This intentional, integrated approach isn’t as sexy as “silver bullet” solutions. It requires skilled, thoughtful leadership willing to constantly reassess and refine practice, and a lot of work from teachers, the coaches who support them, and program leaders. That makes it much harder to replicate or scale than curriculum or teacher credential requirements. But it’s crucial to improving learning results, particularly for the most at-risk students.

Rather than continuing to debate whether teacher quality or curriculum matters more for improving educational results, education leaders should take a page from these exemplary Head Start programs and focus on how to help more schools develop and implement integrated models of curriculum, assessment, and supports for quality instruction.

Donald Trump’s Election is a “Sputnik Moment” for Civics Education

Last week, the American Enterprise Institute hosted an event discussing the failings of civics education in America. The panelists referred to the dismal state of civics literacy as a “Sputnik moment” – a reference to when the Soviet Union successfully launched the world’s first satellite in 1957, stirring the United States to create the National Aeronautics and Space Administration (NASA) and dramatically increase its space exploration efforts.

Nothing illustrates this comparison better than the election of Donald Trump. As Trump has demonstrated time and time again, he knows little about governing or policy – instead relying on divisive rhetoric and petulant Twitter tantrums. His most recent gaffe: at a White House convening of the nation’s governors, Trump said that “nobody knew health care could be so complicated.” As it turns out, many people knew.

However, if Trump can name all three branches of government, that alone would put him ahead of nearly three quarters of Americans. According to a 2016 survey conducted by the Annenberg Public Policy Center, only 26 percent of respondents could name all three branches, and 31 percent could not name a single one.

Data from the National Assessment of Educational Progress (NAEP) also show poor results. In 2014 – the most recent NAEP civics assessment – only 23 percent of eighth grade students scored at or above the proficient level. The same is true of older students getting ready to vote. In 2010, when NAEP last tested high school seniors, only 24 percent scored at or above the proficient level. Neither of these results has changed significantly since 1998.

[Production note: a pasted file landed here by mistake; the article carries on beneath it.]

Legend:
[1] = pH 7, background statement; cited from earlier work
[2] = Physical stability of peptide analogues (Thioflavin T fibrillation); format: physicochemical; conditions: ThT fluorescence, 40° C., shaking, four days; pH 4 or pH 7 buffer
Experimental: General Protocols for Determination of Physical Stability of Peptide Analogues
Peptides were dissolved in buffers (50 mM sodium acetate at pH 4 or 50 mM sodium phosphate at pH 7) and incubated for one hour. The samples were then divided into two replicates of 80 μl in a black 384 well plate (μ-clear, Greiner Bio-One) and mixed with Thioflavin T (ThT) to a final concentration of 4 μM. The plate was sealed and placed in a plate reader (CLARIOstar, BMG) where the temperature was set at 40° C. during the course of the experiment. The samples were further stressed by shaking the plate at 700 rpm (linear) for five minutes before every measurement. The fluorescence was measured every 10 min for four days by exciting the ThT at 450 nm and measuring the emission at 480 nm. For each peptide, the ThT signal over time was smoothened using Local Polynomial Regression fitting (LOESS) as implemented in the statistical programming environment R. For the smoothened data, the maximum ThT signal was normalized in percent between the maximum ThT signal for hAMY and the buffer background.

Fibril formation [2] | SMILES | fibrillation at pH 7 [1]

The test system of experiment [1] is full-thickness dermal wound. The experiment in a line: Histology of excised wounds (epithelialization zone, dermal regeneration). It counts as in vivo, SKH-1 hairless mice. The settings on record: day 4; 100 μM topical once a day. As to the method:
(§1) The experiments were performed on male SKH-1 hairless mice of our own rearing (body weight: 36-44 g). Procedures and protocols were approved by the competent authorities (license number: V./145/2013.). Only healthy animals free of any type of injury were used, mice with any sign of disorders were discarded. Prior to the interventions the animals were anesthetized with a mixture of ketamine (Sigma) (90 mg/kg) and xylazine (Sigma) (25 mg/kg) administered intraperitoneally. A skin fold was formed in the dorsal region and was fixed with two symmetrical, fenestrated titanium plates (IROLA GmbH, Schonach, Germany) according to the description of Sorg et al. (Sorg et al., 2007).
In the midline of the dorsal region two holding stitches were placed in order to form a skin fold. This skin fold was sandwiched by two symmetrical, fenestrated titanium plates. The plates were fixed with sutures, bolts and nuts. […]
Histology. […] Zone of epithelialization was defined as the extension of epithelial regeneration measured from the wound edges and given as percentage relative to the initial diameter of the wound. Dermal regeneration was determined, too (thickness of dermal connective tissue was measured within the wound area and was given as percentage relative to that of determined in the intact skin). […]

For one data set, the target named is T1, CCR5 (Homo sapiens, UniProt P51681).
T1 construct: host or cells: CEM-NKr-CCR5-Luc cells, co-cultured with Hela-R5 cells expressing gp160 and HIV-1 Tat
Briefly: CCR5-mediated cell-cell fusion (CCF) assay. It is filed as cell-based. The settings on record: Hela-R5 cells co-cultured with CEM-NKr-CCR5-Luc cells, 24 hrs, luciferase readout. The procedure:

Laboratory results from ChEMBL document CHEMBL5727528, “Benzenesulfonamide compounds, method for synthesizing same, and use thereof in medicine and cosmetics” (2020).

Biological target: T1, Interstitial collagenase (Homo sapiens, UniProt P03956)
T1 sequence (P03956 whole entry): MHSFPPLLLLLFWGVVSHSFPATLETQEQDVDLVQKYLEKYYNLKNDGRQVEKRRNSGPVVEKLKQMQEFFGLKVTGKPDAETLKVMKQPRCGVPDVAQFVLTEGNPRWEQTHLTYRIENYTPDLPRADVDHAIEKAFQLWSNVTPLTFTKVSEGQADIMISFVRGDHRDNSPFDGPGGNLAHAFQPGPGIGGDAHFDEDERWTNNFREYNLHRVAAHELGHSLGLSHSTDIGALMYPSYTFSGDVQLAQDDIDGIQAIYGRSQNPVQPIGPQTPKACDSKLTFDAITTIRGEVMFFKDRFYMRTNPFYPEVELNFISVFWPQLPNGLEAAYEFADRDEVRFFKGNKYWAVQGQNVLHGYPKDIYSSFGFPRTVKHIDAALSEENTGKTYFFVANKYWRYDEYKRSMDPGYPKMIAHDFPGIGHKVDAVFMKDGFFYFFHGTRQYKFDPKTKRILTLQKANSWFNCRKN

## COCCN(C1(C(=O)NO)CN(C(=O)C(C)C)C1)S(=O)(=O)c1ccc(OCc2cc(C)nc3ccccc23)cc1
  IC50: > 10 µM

At the same time, faith in many of America’s institutions are at historic lows – even before Trump’s election. And it’s likely that his constant attacks on various institutions will only serve to worsen these numbers. This crisis of confidence only feeds into the growing level of polarization, making it nearly impossible to govern effectively. It’s no wonder that recent congresses have been arguably some of the least productive ever.

Confidence in Institutions

Despite these difficulties, the American people seem well aware of the problem at hand. According to the 2016 PDK poll of the public’s attitudes toward the public schools, 82 percent of Americans believe preparing students to be good citizens is very or extremely important. At the same time, only 33 percent think the public schools in their communities are doing that job very or extremely well.

So what is to be done? Continue reading

Tupac Shakur’s Thoughts on Education

This week marks the 19th anniversary of the death of rapper and actor Tupac Shakur. After attending a boxing match in Las Vegas, Shakur was murdered in a drive-by shooting, possibly connected to a prior gang-related altercation. Most people are familiar with this violent side of Shakur’s biography. Fewer, however, know of the more artistic parts of his life. He studied acting, poetry, jazz, and ballet as a child; he famously met Maya Angelou while working on the set of the 1993 film Poetic Justice; and an anthology of his poems was published after his death.

Shakur also had strong views on education. The video below, recorded when he was just 17 years old, reveals some interesting opinions, including support of localized, differentiated curricula, a skepticism regarding foreign language courses, and a focus on practical learning.